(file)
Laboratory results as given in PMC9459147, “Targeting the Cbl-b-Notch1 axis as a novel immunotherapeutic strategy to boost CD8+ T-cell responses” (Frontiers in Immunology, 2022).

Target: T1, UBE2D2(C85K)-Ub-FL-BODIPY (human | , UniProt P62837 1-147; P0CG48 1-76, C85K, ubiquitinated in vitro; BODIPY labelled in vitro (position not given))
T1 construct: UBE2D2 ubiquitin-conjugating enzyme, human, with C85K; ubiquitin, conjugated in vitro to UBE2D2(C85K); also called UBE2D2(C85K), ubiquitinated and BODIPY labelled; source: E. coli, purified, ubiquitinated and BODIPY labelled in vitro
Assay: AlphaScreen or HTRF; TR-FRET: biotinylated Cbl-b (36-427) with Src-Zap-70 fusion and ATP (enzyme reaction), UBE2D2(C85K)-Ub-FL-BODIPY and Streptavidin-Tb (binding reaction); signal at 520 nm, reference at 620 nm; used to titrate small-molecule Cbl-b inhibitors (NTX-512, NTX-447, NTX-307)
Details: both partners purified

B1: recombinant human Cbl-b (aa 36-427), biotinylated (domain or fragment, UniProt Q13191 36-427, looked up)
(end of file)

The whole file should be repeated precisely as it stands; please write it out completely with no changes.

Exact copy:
Laboratory results as given in PMC9459147, “Targeting the Cbl-b-Notch1 axis as a novel immunotherapeutic strategy to boost CD8+ T-cell responses” (Frontiers in Immunology, 2022).

Target: T1, UBE2D2(C85K)-Ub-FL-BODIPY (human | , UniProt P62837 1-147; P0CG48 1-76, C85K, ubiquitinated in vitro; BODIPY labelled in vitro (position not given))
T1 construct: UBE2D2 ubiquitin-conjugating enzyme, human, with C85K; ubiquitin, conjugated in vitro to UBE2D2(C85K); also called UBE2D2(C85K), ubiquitinated and BODIPY labelled; source: E. coli, purified, ubiquitinated and BODIPY labelled in vitro
Assay: AlphaScreen or HTRF; TR-FRET: biotinylated Cbl-b (36-427) with Src-Zap-70 fusion and ATP (enzyme reaction), UBE2D2(C85K)-Ub-FL-BODIPY and Streptavidin-Tb (binding reaction); signal at 520 nm, reference at 620 nm; used to titrate small-molecule Cbl-b inhibitors (NTX-512, NTX-447, NTX-307)
Details: both partners purified

B1: recombinant human Cbl-b (aa 36-427), biotinylated (domain or fragment, UniProt Q13191 36-427, looked up)